Don’t be concerned if your deliberations slow the pace of the deposition or involve periods of silence between the questions and the answers. At a deposition, there is no judge or jury to note how long you take to answer, nor is there any record in the deposition transcript which indicates the amount of time it takes you to respond.
Answer the Questions Asked. — When giving your testimony, answer only the question put to you. While it is important that you give complete answers to questions, you should give just the response which is sufficient to answer the question and no more. If you are asked a question which can be answered “yes” or “no,” then do so.
It is not your job to educate or to inform the examining lawyer; it is his or her job to determine carefully and precisely the matters about which to inquire, and to ask question to elicit that information.
If You Are Uncertain. — Be careful to testify only as to those matters within your personal memory or knowledge. If you did not personally witness or observe that about which you are asked, then you are justified in saying you do not know the answer, even though you may have heard second hand facts or information. For example, if you are asked why a certain decision was made but you did not participate in making that decision, you should say that you do not know why the decision was made.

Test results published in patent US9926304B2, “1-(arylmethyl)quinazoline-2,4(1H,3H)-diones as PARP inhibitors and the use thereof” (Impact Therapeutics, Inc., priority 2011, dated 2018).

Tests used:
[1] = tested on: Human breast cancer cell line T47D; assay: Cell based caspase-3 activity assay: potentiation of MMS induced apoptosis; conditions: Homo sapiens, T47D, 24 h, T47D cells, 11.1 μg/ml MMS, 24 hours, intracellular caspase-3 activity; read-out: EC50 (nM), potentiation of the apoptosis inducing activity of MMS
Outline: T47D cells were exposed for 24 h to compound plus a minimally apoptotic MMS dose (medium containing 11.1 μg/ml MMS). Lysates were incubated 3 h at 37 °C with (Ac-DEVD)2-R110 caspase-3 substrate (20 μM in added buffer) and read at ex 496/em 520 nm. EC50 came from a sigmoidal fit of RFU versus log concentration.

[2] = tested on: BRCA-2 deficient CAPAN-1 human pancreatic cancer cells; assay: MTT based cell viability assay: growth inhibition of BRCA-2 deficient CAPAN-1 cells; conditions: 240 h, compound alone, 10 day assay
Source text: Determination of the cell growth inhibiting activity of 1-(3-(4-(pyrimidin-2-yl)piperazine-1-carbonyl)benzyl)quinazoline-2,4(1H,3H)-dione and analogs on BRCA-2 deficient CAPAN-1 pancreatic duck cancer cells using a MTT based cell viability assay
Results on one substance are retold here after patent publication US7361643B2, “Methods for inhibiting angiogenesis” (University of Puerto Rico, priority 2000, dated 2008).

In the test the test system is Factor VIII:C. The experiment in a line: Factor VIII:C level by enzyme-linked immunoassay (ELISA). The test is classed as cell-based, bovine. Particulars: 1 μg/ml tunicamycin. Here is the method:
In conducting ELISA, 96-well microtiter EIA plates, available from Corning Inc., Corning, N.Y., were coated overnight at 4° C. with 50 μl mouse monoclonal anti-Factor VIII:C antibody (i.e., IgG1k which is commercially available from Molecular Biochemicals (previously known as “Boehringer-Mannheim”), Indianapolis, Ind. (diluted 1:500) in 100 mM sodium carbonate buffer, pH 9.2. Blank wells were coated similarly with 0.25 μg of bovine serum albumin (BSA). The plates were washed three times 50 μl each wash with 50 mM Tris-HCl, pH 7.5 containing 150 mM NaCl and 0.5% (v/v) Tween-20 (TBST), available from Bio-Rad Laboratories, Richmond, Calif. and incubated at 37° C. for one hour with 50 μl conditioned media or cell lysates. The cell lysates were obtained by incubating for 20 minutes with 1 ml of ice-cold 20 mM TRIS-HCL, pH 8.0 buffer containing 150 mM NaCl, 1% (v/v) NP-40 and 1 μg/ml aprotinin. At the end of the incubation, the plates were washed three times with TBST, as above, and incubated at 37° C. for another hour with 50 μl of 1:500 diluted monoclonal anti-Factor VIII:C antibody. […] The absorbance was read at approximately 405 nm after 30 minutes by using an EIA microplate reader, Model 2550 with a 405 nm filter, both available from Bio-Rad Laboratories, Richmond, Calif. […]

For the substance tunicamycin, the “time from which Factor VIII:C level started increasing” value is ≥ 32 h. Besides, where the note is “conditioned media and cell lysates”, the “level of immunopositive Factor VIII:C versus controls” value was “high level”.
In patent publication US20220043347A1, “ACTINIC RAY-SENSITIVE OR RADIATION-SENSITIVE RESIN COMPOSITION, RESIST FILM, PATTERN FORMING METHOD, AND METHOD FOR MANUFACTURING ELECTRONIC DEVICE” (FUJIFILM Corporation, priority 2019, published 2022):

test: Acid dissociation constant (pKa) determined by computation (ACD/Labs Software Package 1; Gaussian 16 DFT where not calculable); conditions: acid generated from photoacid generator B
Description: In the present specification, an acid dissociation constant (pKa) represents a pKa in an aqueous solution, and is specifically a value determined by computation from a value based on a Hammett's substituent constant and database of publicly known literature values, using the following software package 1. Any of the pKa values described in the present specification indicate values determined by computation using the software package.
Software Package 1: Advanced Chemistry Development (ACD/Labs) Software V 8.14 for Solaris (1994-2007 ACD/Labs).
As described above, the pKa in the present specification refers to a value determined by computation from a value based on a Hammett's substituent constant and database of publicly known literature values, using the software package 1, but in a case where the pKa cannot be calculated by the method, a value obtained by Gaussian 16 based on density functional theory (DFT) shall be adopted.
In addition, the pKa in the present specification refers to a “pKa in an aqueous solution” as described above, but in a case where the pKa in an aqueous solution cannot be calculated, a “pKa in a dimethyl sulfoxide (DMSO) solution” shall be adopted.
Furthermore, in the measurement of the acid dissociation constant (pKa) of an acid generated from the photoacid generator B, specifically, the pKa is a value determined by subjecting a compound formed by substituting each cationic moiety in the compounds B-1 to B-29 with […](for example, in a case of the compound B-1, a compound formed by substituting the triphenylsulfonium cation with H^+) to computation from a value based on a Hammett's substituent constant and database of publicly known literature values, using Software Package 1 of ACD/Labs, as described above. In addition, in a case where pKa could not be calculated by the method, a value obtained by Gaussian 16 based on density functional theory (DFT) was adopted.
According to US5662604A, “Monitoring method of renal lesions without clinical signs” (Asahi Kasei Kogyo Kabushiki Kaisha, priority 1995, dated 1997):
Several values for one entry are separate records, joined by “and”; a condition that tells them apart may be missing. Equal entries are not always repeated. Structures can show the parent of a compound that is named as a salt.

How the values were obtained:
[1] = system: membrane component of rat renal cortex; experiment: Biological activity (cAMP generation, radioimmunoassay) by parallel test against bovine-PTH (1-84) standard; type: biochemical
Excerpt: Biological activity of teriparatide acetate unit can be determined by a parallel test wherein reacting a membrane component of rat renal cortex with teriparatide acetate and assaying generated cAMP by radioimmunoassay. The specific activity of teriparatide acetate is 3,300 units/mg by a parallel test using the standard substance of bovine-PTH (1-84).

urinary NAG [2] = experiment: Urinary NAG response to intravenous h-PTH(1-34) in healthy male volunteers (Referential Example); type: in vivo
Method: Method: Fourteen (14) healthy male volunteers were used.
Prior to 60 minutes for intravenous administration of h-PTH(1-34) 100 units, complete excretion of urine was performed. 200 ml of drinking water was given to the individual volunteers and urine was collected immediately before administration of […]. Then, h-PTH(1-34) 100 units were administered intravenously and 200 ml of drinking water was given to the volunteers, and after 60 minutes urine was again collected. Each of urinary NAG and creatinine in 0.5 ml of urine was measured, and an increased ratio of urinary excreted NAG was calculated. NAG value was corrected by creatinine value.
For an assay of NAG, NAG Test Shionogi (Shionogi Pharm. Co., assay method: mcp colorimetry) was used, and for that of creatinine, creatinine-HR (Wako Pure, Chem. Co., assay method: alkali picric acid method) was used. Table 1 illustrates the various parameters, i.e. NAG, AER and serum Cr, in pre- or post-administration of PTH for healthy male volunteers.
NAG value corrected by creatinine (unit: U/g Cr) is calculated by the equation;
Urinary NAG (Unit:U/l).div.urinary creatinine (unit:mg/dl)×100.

Similarly, do not speculate as to what “probably” happened; there is always a possibility that at a later time you may remember what actually did happen, and it may differ from your deposition testimony. Your deposition testimony should rest upon firsthand knowledge and a clear memory, not upon hearsay or speculation.
Be Alert to “Factual Assumptions.” — You may be asked questions containing factual assumptions which you believe to be inaccurate or about which you have no knowledge. For example, the question “When Mr. Smith made the decision to fire Ms. Jones, did he consult with you?” contains the assumption that Mr. Smith made the decision to fire Ms. Jones. If he never made that decision, or if you had no knowledge of the decision, then the question is improper.